Teddy's Knowledge .NET, Open Source, Cassandra, RabbitMQ, ELK, Architecture, etc

Understanding RabbitMQ Exchange and Queue

In previous post, I compared the difference of ActiveMQ (JMS) and RabbitMQ (AMQP)’s design philosophy. RabbitMQ has its beauty of simplicity in its design with 5 exchange types. In this post, I want to clarify the understanding of RabbitMQ’s exchange & queue and their relationship - binding.

In brief, exchanges are the only places where messages could be published to; while queues are the only places where messages could be consumed from. And the configurations for how messages should be routed from exchanges to queues are called bindings.

Imagine a message as a mail, then an exchange is like a post office, and a queue is kind of a mailbox in front of someone’s house. Different exchange types are like different types of mails which will be delivered in different ways. For instances, if a school wants to send the same notification mail to every student’s mailbox (kind of broardcast), it is exchange type - “fanout”; if a mail should only be sent to one specific student’s mailbox, it is exchange type - “direct”, and the key of the binding between the exchange and the queue should be the address of the student’s mailbox which the post office could understand. The mail to be sent to the post office should have the same address written on it, this address is the “routing key” of the message.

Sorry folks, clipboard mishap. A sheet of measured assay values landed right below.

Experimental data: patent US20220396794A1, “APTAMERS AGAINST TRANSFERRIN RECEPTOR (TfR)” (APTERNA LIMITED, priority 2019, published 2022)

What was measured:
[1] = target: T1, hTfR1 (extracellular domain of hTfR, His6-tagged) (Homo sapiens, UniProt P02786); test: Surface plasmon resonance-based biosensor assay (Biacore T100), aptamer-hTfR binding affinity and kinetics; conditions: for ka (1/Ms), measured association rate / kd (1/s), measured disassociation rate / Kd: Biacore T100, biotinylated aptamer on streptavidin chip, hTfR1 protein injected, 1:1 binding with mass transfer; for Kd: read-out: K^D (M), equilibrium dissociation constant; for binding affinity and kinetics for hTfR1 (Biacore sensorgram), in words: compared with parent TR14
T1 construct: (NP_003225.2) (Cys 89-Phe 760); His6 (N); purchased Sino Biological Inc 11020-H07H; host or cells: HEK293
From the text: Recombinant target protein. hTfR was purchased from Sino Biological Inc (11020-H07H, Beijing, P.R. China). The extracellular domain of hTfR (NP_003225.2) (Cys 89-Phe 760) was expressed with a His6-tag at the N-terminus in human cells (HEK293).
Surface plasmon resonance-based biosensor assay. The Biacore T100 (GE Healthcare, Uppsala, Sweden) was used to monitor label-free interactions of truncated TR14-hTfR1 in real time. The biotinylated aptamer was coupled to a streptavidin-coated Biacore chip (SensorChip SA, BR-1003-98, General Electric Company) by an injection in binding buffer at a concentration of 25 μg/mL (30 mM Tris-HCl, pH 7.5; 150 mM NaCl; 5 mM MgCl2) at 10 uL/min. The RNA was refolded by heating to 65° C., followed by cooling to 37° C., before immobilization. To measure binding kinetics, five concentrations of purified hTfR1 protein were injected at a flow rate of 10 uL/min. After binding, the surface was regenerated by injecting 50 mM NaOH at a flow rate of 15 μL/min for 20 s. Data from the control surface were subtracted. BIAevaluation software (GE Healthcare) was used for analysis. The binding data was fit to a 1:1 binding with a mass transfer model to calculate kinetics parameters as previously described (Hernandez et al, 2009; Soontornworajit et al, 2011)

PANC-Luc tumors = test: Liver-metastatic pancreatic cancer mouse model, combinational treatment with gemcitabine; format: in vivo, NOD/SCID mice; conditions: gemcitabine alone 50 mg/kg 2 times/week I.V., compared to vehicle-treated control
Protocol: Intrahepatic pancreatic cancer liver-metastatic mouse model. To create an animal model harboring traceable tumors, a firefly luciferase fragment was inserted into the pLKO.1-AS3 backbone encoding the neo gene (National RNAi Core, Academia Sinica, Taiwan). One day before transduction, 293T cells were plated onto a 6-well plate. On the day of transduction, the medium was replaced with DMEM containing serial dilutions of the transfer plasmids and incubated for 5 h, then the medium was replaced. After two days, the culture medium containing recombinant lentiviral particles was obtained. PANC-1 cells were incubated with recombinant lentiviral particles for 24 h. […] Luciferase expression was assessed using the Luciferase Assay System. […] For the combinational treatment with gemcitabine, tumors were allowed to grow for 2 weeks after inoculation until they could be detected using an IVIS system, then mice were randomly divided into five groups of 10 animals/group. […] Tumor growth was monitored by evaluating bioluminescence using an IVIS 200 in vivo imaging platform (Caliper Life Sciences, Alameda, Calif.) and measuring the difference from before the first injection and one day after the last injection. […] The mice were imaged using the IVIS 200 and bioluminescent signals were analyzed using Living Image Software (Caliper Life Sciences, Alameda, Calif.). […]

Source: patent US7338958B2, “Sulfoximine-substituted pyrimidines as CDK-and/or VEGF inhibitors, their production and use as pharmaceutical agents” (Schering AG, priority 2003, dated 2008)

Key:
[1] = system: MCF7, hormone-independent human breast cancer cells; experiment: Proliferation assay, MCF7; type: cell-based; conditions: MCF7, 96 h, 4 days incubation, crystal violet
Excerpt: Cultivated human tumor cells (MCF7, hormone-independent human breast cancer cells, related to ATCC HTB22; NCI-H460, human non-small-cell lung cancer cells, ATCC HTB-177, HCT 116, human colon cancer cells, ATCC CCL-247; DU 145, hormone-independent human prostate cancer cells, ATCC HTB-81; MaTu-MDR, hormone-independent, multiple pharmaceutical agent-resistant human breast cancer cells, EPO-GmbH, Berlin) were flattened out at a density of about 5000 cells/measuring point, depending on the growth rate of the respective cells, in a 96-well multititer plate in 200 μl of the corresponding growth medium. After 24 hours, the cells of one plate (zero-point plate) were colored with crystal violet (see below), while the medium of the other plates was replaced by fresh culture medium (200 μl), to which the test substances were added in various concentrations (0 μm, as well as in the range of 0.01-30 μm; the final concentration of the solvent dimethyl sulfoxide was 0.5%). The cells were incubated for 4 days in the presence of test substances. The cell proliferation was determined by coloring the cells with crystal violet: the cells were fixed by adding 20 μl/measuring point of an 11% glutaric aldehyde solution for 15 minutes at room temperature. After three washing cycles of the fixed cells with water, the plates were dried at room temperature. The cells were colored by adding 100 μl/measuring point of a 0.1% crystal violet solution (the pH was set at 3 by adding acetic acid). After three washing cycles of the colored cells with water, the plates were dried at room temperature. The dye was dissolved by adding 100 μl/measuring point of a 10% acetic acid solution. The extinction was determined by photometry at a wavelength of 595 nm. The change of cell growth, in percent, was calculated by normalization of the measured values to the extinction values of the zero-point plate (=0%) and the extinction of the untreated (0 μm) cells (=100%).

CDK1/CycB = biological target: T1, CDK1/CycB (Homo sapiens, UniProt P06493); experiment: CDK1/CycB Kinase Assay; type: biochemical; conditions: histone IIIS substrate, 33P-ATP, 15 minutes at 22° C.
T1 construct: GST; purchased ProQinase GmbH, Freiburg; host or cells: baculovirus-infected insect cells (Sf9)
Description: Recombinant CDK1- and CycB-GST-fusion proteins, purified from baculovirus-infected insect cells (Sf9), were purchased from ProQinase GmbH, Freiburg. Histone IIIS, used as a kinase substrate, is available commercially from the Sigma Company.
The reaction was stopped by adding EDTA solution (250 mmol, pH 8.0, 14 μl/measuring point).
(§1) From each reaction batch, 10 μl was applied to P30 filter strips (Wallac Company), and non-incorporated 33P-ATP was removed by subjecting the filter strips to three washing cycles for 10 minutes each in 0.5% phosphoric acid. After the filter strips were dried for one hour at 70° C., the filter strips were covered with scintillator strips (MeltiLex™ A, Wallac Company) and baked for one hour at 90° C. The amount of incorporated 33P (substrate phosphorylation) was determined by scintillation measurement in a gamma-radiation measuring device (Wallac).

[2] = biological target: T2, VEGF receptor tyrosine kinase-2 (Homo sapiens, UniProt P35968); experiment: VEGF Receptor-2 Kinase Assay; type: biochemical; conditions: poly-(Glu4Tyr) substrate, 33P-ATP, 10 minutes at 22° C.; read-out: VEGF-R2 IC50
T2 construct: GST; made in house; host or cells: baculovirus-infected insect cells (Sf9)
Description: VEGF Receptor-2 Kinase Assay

In RabbitMQ, it is not possible for a publisher to send a message to a queue directly. Even when you send a message without specifying an exchange, the message is actually sent to the global default exchange, who has bindings to each queue with queue name as binding key.

Messages can only be consumed from queues, consuming from exchanges directly are not allowed. An exchange has no storage. So if you send a message to an exchange while there are no queues bound to it or no bindings match the routing key of the message, the message will be thrown away immediately.

About designing exchanges, there is an interesting discussion on StackOverflow for modeling a classic scenario. One exchange, or many? Which one is better? My opinion is similar to derick’s. It really depends on your system needs. RabbitMQ’s exchange types are simple, but flexible enough to support different modellings for the same scenario. There are always tradeoffs with each one. But no matter one or many exchanges you choose, I agree with Jason Lotito’s comments there about routing keys and naming convention of queues: “Routing keys are elements of the message, and the queues shouldn’t care about that (he means the naming of queues should not care about value of routing keys of published messages). That’s what bindings are for.”, “Queue names should be named after what the consumer attached to the queue will do. What is the intent of the operation of this queue.”.